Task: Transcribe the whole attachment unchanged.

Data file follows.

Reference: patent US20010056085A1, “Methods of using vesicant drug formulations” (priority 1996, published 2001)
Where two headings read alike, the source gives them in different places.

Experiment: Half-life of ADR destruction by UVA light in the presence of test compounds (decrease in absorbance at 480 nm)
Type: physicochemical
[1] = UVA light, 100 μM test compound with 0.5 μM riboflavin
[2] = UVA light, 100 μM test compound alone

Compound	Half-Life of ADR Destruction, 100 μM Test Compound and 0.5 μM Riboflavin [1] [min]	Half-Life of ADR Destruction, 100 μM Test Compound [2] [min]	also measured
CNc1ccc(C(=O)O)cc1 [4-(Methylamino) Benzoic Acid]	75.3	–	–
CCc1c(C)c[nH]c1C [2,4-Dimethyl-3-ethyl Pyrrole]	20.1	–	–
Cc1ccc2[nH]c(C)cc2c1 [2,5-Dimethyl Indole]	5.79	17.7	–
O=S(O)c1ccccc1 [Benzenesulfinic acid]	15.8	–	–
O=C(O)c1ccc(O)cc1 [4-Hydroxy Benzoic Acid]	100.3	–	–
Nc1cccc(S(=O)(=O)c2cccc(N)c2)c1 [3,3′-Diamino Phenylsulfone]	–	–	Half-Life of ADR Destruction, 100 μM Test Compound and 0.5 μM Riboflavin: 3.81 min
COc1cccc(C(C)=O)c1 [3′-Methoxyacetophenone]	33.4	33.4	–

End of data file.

Reference: patent US20010056085A1, “Methods of using vesicant drug formulations” (priority 1996, published 2001)
Where two headings read alike, the source gives them in different places.

Experiment: Half-life of ADR destruction by UVA light in the presence of test compounds (decrease in absorbance at 480 nm)
Type: physicochemical
[1] = UVA light, 100 μM test compound with 0.5 μM riboflavin
[2] = UVA light, 100 μM test compound alone

Compound	Half-Life of ADR Destruction, 100 μM Test Compound and 0.5 μM Riboflavin [1] [min]	Half-Life of ADR Destruction, 100 μM Test Compound [2] [min]	also measured
CNc1ccc(C(=O)O)cc1 [4-(Methylamino) Benzoic Acid]	75.3	–	–
CCc1c(C)c[nH]c1C [2,4-Dimethyl-3-ethyl Pyrrole]	20.1	–	–
Cc1ccc2[nH]c(C)cc2c1 [2,5-Dimethyl Indole]	5.79	17.7	–
O=S(O)c1ccccc1 [Benzenesulfinic acid]	15.8	–	–
O=C(O)c1ccc(O)cc1 [4-Hydroxy Benzoic Acid]	100.3	–	–
Nc1cccc(S(=O)(=O)c2cccc(N)c2)c1 [3,3′-Diamino Phenylsulfone]	–	–	Half-Life of ADR Destruction, 100 μM Test Compound and 0.5 μM Riboflavin: 3.81 min
COc1cccc(C(C)=O)c1 [3′-Methoxyacetophenone]	33.4	33.4	–